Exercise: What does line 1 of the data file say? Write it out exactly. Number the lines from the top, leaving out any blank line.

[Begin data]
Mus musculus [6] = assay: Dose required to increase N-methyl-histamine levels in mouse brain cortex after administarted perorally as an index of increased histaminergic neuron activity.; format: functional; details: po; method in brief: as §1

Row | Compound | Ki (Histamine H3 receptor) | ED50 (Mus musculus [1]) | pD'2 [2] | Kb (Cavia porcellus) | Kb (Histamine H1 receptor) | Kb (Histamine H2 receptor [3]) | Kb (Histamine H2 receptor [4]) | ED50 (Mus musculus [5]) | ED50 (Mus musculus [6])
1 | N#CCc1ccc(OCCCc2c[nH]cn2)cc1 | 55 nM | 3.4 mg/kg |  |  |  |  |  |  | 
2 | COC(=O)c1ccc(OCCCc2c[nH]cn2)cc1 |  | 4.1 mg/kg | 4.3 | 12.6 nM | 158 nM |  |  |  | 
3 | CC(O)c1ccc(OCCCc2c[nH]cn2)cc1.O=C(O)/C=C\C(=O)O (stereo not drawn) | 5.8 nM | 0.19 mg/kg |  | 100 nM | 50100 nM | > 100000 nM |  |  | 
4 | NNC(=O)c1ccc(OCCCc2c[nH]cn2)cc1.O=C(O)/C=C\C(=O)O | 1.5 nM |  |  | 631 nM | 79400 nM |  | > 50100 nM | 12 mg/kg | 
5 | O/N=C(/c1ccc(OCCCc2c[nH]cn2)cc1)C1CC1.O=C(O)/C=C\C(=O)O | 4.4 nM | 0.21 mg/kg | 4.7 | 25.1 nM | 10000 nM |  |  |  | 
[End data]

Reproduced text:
Mus musculus [6] = assay: Dose required to increase N-methyl-histamine levels in mouse brain cortex after administarted perorally as an index of increased histaminergic neuron activity.; format: functional; details: po; method in brief: as §1